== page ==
England’s batting

Six wickets for 9 runs in 53 minutes on Day 2. England simply didn’t bat well enough in this Test Match. They lost 4/10 after the thunderstorm had passed on Day 4 and eventually 6/37 to lose. They failed to score 200 in either innings on a good cricket wicket and Stuart Broad was the only player to score more than 8 in both innings. Bad batting and brilliant bowling combined with well executed tactics ensured England perished well short of par.

The record of most of England’s players indicates they will respond. If there’s one player who might break Sachin Tendulkar’s record 51 Test centuries it could be Alistair Cook. He has 25 and is 28, but Cook has four 50s against Australia in his last 12 Test innings, and no centuries.

The England captain needs to lift if his team are to fight back and retain the Ashes.

Kevin Pietersen is another who must lift. He has 1 century and three 50s against Australia from 12 innings in 2013. Johnathon Trott has two 50s and no centuries against Australia in 12 innings. The time is nigh for these batsmen and Adelaide is the pitch. If they cannot redeem themselves there then the chorus of discontent will reverberate loudly.

Update: It seems England’s obvious choice to replace Trott is Johnny Bairstow with perhaps a likely reshuffling of the batting order. Tim Bresnan is another candidate, but it seems England require a full-time batsmen.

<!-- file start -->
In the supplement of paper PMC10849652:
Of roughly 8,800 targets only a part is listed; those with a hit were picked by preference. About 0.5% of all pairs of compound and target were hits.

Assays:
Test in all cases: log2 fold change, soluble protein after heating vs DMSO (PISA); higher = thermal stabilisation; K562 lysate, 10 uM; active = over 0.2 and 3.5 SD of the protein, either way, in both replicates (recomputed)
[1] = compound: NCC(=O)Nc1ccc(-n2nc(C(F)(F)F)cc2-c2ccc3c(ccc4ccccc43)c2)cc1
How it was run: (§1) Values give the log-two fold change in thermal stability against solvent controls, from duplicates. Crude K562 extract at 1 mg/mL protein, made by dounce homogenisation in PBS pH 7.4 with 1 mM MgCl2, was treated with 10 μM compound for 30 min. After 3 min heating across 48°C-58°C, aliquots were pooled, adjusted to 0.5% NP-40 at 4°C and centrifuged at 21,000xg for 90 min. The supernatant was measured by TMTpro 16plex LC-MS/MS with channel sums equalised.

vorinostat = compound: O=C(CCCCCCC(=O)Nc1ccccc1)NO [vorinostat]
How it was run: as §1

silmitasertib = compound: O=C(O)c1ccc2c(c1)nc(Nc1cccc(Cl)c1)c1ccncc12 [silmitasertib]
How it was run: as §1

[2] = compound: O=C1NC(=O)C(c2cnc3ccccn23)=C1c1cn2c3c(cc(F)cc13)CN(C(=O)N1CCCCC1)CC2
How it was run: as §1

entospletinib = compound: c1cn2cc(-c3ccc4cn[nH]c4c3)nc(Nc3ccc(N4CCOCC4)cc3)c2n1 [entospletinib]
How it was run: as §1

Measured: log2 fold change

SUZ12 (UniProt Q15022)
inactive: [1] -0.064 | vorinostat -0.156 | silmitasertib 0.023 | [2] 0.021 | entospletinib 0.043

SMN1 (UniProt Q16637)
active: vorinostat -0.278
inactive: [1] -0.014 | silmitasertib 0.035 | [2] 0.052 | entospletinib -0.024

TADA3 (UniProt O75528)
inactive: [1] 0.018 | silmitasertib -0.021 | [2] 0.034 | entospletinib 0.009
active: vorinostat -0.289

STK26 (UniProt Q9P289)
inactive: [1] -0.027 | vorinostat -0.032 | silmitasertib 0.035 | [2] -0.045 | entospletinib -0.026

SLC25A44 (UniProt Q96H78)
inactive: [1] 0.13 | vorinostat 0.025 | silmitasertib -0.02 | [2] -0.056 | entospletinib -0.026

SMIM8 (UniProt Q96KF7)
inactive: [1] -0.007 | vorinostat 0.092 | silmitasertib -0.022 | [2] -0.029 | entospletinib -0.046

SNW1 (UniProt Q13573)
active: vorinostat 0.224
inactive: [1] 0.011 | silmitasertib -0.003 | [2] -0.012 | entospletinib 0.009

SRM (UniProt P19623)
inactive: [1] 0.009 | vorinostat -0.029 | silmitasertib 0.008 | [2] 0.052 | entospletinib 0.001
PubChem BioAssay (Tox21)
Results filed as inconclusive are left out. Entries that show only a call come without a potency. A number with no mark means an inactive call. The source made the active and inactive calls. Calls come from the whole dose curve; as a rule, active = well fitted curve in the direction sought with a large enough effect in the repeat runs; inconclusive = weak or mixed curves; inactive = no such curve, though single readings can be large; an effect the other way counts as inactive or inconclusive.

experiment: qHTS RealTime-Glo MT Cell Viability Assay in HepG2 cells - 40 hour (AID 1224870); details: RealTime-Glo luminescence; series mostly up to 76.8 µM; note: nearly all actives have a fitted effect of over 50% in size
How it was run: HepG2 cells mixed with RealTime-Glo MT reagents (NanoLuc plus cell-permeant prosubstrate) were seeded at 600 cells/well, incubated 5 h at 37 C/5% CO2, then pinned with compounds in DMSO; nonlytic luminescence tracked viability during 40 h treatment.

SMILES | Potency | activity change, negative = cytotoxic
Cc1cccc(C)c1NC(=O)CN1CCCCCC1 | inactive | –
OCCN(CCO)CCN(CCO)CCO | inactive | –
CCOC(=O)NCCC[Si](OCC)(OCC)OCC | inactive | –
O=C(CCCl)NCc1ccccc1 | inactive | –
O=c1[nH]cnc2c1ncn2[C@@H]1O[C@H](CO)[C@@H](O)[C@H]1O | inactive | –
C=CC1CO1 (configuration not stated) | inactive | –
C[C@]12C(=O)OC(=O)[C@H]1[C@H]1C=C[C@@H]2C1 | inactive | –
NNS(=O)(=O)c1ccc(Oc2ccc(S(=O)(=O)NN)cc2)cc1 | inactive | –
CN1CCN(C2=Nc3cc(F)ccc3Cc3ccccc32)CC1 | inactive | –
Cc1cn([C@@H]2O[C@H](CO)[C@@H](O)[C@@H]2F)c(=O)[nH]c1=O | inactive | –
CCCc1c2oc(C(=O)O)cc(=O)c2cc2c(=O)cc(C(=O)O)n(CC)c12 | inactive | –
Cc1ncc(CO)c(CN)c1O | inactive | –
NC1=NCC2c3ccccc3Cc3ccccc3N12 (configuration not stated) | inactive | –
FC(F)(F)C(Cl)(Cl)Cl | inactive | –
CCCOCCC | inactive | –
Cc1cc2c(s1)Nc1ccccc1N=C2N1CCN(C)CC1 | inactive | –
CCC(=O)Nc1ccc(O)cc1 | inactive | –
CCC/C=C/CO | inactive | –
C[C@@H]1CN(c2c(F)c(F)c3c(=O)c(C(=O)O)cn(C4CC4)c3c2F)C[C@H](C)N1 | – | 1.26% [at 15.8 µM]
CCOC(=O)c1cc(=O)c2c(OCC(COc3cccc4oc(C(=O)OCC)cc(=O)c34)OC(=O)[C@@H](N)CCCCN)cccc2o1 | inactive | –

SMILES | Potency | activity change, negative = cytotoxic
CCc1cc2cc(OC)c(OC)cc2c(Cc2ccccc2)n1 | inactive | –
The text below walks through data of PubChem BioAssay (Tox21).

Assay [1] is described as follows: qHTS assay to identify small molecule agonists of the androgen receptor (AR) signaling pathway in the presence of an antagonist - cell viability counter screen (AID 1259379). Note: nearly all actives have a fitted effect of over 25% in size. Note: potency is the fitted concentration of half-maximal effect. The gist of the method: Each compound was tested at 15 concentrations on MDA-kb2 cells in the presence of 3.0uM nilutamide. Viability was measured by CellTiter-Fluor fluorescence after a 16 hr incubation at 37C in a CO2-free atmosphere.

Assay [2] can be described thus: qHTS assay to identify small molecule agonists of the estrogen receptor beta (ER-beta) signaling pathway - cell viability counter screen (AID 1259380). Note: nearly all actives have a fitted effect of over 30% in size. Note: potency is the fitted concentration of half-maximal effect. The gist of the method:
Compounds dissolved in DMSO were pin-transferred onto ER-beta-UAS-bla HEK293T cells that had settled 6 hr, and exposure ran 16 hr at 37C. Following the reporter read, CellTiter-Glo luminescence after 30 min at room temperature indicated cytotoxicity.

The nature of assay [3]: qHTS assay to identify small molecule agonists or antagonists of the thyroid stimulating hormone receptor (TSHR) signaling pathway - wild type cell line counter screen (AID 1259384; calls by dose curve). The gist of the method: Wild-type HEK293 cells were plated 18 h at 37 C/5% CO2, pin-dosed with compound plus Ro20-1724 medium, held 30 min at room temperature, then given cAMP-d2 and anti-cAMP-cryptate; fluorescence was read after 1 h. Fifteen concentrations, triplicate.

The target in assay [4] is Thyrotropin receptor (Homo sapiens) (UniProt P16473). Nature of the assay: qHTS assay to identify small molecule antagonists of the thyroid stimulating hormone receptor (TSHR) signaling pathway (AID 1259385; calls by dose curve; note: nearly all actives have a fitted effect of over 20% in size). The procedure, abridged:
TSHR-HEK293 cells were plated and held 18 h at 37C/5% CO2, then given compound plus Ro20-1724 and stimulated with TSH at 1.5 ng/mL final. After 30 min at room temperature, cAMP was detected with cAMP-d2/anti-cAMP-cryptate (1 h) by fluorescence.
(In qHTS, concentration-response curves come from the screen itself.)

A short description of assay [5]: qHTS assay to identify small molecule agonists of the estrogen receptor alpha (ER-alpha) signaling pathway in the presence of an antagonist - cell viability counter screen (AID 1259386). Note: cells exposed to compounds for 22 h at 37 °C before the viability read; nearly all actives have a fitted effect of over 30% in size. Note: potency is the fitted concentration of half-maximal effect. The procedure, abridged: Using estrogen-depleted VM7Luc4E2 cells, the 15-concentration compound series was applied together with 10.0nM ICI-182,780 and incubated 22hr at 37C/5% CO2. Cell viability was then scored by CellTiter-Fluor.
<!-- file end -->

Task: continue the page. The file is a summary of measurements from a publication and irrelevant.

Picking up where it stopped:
Closure

I had a cracking time watching the First Test in Brisbane. I had to leave the ground early on the final day when the hail stones hit. Alas, I had to return to my home port for work on Monday. I was able to catch the last few wickets on the television at the airport. As I entered the Qantas Club lounge at Brisbane I was greeted by roars of joy as hundreds of people in the lounge were huddled around televisions cheering on Australia. Those who think Test cricket is dead, think again. It is alive and thriving and so is this Test Series. See you all next week for the Adelaide preview.

Don’t forget to “like” Cricket Froth on Facebook;

http://www.facebook.com/CricketFroth

No golf tees or driver were required – Day One at the Ashes in Australia

Hair was torn from Australian scalps today and a bright sunny day in Brisbane failed to deliver a predicted violent thunderstorm. Golf ball-sized hail did not materialise. Besieged by storms in recent weeks, it was feared that Brisbane would again be battered by inclement weather, hence disabling the critical opening exchanges of the Australian Ashes.

As I staggered up Vulture Street in south Brisbane this morning, alongside thousands of other frothing cricket fans, it was 50+ suncream you wanted. Not an umbrella or Titleist driver.